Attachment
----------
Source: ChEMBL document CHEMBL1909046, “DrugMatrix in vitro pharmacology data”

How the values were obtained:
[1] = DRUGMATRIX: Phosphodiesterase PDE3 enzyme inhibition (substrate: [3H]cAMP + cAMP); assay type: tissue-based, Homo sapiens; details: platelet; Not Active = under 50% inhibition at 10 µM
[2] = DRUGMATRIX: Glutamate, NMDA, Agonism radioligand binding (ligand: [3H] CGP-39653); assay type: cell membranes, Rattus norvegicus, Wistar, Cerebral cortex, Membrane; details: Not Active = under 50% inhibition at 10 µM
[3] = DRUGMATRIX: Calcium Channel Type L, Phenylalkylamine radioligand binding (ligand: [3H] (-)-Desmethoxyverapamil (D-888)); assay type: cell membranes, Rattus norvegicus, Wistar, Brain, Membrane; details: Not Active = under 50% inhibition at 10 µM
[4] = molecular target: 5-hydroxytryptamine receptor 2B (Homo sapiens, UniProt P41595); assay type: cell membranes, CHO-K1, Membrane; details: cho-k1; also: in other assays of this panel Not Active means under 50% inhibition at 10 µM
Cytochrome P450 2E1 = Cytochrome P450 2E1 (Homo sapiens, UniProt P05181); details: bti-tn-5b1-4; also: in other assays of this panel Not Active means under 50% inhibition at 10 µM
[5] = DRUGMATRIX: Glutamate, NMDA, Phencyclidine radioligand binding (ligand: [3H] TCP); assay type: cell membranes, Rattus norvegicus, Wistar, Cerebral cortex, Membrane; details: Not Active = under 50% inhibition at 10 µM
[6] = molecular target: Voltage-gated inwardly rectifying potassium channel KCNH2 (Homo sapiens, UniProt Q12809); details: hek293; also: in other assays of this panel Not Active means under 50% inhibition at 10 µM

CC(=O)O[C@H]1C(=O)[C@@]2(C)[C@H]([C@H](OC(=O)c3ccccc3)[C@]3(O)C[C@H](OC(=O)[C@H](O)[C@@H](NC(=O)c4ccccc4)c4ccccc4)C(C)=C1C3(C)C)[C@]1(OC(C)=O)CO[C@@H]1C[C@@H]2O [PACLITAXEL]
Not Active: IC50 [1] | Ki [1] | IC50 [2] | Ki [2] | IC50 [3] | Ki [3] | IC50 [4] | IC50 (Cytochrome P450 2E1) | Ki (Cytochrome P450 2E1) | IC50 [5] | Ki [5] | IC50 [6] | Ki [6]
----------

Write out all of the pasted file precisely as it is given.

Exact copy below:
Source: ChEMBL document CHEMBL1909046, “DrugMatrix in vitro pharmacology data”

How the values were obtained:
[1] = DRUGMATRIX: Phosphodiesterase PDE3 enzyme inhibition (substrate: [3H]cAMP + cAMP); assay type: tissue-based, Homo sapiens; details: platelet; Not Active = under 50% inhibition at 10 µM
[2] = DRUGMATRIX: Glutamate, NMDA, Agonism radioligand binding (ligand: [3H] CGP-39653); assay type: cell membranes, Rattus norvegicus, Wistar, Cerebral cortex, Membrane; details: Not Active = under 50% inhibition at 10 µM
[3] = DRUGMATRIX: Calcium Channel Type L, Phenylalkylamine radioligand binding (ligand: [3H] (-)-Desmethoxyverapamil (D-888)); assay type: cell membranes, Rattus norvegicus, Wistar, Brain, Membrane; details: Not Active = under 50% inhibition at 10 µM
[4] = molecular target: 5-hydroxytryptamine receptor 2B (Homo sapiens, UniProt P41595); assay type: cell membranes, CHO-K1, Membrane; details: cho-k1; also: in other assays of this panel Not Active means under 50% inhibition at 10 µM
Cytochrome P450 2E1 = Cytochrome P450 2E1 (Homo sapiens, UniProt P05181); details: bti-tn-5b1-4; also: in other assays of this panel Not Active means under 50% inhibition at 10 µM
[5] = DRUGMATRIX: Glutamate, NMDA, Phencyclidine radioligand binding (ligand: [3H] TCP); assay type: cell membranes, Rattus norvegicus, Wistar, Cerebral cortex, Membrane; details: Not Active = under 50% inhibition at 10 µM
[6] = molecular target: Voltage-gated inwardly rectifying potassium channel KCNH2 (Homo sapiens, UniProt Q12809); details: hek293; also: in other assays of this panel Not Active means under 50% inhibition at 10 µM

CC(=O)O[C@H]1C(=O)[C@@]2(C)[C@H]([C@H](OC(=O)c3ccccc3)[C@]3(O)C[C@H](OC(=O)[C@H](O)[C@@H](NC(=O)c4ccccc4)c4ccccc4)C(C)=C1C3(C)C)[C@]1(OC(C)=O)CO[C@@H]1C[C@@H]2O [PACLITAXEL]
Not Active: IC50 [1] | Ki [1] | IC50 [2] | Ki [2] | IC50 [3] | Ki [3] | IC50 [4] | IC50 (Cytochrome P450 2E1) | Ki (Cytochrome P450 2E1) | IC50 [5] | Ki [5] | IC50 [6] | Ki [6]